Some interesting briefs have been filed on behalf of the petitioners (i.e., on behalf of the public domain), including:
Art historians and art teachers: ("Retrospective term extension suppresses and distorts many speakers' messages...inhibits the creation of new works based on old ones and deprives the public of access to older works of historical and cultural interest.")
Economists, including 5 Nobel prizewinners: (The CTEA reduces economic efficiency and consumer welfare.)
Constitutional law professors: (The CTEA should be sent back to the lower courts to be evaluated for its constitutionality under the first amendment.)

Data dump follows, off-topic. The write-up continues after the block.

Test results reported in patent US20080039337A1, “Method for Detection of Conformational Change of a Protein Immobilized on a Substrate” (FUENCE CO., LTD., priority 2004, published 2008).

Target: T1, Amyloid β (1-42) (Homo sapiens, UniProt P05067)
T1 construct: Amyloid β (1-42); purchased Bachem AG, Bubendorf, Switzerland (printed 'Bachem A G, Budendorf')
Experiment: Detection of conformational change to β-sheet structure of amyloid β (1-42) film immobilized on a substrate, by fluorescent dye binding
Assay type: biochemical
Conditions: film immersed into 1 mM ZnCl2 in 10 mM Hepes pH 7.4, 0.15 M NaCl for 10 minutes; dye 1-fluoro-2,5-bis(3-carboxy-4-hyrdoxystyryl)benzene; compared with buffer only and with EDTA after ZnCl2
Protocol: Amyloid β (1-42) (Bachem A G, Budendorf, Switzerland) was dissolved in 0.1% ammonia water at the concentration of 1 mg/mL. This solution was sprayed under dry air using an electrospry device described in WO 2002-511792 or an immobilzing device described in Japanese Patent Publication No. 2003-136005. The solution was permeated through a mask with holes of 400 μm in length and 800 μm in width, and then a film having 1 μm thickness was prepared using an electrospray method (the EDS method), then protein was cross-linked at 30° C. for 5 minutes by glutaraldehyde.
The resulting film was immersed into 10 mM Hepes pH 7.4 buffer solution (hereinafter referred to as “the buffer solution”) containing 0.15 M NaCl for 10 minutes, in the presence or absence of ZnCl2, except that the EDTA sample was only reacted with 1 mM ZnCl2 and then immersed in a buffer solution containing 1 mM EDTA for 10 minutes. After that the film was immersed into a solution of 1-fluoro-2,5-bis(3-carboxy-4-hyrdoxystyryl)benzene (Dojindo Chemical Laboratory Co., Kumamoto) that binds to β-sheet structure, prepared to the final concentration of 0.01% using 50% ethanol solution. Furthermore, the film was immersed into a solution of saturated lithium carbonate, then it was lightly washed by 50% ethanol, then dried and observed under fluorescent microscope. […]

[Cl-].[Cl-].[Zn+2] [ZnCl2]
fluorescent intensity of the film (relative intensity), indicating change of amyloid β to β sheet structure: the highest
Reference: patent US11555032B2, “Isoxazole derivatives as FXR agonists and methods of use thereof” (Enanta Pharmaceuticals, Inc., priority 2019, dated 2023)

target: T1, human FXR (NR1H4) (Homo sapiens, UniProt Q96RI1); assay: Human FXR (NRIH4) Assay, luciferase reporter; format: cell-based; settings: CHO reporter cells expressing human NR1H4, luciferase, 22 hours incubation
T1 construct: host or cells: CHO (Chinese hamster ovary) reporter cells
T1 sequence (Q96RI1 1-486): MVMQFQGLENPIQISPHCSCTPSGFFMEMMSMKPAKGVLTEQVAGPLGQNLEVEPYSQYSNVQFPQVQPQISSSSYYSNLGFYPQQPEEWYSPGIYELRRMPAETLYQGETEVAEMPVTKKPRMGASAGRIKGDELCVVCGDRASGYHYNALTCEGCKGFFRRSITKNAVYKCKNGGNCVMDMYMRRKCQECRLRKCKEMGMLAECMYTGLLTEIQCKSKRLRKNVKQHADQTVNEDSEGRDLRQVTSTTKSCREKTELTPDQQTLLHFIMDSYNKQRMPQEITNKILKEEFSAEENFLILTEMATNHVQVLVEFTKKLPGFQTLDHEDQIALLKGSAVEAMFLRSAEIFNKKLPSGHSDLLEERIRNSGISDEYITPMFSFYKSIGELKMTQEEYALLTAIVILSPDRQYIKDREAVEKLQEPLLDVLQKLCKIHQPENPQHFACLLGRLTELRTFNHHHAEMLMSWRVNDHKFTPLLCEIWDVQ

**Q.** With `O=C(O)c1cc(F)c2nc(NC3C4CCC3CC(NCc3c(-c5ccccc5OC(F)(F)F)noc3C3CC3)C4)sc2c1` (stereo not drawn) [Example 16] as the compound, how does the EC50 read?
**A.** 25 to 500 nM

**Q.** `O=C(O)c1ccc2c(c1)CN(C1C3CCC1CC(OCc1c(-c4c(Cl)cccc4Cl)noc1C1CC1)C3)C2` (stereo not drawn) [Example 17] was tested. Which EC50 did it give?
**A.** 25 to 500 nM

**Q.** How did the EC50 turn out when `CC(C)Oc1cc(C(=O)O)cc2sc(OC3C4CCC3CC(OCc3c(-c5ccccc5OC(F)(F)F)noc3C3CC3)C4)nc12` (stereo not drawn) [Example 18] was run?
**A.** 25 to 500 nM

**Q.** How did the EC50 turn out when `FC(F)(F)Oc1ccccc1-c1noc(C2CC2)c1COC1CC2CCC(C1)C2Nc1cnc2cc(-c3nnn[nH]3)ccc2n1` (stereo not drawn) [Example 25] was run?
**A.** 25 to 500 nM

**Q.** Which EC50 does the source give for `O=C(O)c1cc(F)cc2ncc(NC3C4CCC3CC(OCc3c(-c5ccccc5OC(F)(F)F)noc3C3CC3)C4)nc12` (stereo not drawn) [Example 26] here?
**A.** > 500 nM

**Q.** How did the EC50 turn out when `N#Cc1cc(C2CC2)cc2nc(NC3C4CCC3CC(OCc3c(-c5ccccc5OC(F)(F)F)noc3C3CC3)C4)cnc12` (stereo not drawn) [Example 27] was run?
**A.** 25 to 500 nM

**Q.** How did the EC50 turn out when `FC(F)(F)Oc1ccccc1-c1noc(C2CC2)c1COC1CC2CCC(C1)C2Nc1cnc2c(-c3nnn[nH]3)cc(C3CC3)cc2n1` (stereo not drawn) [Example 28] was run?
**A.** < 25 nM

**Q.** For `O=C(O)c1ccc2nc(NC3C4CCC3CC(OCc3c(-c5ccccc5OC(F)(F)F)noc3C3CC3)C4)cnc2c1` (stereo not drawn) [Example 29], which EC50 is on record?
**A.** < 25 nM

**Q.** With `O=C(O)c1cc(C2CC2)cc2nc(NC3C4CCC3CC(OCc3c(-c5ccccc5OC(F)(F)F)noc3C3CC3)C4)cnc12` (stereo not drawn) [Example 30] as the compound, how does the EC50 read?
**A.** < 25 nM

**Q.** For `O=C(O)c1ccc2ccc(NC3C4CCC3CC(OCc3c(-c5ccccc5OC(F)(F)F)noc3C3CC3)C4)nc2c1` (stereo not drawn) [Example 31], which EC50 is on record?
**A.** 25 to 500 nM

Librarians: (Congress did not properly consider the burdens imposed by the CTEA and exaggerated the CTEA's supposed benefits: benefits that are in fact "largely illusory.")
Writers and programmers: ("The CTEA stifles creativity that draws upon existing works and denies society the benefits of a vibrant public domain".) This brief may be of special interest to the Mudcat because it contains a reference to the blues.